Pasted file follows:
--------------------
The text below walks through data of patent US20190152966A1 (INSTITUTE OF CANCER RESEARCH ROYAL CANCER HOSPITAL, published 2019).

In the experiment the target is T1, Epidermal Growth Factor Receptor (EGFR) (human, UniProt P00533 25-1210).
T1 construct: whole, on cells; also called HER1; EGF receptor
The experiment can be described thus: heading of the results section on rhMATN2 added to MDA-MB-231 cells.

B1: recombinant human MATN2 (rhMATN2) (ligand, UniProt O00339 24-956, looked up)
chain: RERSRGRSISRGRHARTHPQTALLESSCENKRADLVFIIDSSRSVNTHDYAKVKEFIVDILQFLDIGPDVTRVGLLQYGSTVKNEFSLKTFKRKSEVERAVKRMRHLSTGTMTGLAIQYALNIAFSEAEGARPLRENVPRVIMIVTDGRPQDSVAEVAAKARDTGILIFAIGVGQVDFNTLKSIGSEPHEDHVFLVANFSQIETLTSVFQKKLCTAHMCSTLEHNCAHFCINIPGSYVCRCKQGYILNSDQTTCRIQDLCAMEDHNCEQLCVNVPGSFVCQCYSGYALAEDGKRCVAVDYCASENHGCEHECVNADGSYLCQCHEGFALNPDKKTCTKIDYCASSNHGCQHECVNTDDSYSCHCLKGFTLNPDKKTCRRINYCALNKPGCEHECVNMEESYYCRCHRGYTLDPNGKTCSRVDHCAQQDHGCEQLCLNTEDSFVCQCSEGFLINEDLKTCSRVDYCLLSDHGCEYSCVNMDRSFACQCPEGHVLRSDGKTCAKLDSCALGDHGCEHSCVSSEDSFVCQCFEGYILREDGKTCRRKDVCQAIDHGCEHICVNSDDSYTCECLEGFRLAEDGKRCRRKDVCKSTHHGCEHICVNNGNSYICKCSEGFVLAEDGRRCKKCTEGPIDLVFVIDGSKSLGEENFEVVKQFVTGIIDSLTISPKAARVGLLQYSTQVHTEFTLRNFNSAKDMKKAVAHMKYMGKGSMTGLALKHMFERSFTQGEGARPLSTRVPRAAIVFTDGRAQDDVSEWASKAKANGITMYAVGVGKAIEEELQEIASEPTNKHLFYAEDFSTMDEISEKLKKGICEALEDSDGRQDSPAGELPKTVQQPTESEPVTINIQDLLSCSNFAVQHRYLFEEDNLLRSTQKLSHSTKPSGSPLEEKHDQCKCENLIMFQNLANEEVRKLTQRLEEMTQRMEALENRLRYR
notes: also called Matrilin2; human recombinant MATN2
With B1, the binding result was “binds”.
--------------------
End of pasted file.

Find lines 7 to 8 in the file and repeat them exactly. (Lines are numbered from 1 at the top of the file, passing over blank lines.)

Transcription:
notes: also called Matrilin2; human recombinant MATN2
With B1, the binding result was “binds”.